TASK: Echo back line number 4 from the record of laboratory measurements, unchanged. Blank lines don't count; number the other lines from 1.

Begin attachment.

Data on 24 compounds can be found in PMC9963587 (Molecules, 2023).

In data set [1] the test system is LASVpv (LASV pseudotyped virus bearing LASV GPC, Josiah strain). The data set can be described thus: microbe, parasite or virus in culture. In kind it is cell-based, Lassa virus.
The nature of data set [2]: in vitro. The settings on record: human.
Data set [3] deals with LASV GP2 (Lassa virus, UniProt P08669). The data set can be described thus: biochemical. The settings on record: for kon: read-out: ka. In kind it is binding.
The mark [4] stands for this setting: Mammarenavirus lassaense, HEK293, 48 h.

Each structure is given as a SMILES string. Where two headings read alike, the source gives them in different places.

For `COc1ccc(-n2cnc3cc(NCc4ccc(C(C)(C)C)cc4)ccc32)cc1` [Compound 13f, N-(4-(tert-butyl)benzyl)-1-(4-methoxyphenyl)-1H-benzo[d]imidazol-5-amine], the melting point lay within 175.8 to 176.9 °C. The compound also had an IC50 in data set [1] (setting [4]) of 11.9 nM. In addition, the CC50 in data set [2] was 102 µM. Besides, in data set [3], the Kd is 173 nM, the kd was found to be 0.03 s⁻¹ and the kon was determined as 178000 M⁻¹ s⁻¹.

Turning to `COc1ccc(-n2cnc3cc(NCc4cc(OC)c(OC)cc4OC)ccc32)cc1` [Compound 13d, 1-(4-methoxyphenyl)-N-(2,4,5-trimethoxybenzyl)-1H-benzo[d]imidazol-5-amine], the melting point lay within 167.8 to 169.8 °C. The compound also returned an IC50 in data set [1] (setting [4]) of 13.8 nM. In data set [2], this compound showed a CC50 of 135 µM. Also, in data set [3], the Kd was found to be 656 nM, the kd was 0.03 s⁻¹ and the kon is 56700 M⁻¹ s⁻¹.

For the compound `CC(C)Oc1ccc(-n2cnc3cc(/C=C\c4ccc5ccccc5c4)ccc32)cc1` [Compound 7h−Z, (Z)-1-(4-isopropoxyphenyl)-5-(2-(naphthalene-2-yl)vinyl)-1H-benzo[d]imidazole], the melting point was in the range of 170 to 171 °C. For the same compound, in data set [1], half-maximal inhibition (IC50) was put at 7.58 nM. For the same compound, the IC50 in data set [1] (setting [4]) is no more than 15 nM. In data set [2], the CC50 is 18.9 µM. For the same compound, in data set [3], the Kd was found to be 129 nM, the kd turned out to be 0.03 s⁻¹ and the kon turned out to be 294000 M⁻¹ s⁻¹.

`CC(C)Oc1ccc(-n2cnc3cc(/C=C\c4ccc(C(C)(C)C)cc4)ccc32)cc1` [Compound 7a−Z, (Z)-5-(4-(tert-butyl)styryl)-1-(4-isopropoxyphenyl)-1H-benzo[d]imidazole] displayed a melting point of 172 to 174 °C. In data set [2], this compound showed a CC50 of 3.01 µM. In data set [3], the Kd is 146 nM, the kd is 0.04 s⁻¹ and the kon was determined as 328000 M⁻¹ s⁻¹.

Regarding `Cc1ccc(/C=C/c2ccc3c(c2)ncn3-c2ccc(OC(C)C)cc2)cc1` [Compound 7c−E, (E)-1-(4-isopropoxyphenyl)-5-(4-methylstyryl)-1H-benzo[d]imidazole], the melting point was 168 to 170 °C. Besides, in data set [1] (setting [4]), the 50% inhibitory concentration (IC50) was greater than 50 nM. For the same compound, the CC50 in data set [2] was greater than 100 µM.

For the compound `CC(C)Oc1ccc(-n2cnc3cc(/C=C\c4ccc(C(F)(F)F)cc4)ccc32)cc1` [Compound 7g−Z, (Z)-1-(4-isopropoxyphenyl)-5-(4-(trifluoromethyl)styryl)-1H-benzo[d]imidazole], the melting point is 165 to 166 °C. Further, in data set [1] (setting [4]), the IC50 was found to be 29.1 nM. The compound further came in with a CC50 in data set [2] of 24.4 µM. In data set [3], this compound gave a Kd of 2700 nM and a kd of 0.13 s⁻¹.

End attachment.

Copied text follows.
Data set [3] deals with LASV GP2 (Lassa virus, UniProt P08669). The data set can be described thus: biochemical. The settings on record: for kon: read-out: ka. In kind it is binding.